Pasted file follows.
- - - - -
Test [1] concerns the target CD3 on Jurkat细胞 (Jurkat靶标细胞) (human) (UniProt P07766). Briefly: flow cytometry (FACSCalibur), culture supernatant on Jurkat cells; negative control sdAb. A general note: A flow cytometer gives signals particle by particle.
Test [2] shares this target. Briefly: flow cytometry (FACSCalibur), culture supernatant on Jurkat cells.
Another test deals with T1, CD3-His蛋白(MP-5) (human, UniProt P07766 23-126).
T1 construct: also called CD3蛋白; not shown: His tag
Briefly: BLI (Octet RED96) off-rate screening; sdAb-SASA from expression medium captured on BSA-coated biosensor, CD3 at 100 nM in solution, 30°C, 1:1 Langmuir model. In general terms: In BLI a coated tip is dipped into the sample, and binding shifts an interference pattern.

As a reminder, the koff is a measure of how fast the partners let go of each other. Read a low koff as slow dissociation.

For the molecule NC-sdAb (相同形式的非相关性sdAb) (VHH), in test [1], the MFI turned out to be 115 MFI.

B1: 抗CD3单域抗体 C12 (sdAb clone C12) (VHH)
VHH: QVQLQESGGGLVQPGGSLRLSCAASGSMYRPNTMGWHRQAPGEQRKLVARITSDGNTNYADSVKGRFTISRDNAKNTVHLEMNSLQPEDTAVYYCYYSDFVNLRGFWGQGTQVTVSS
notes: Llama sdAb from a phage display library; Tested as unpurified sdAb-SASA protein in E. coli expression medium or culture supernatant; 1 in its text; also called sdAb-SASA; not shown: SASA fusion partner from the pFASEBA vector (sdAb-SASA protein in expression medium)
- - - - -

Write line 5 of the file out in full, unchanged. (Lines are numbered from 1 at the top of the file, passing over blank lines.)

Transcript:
Briefly: BLI (Octet RED96) off-rate screening; sdAb-SASA from expression medium captured on BSA-coated biosensor, CD3 at 100 nM in solution, 30°C, 1:1 Langmuir model. In general terms: In BLI a coated tip is dipped into the sample, and binding shifts an interference pattern.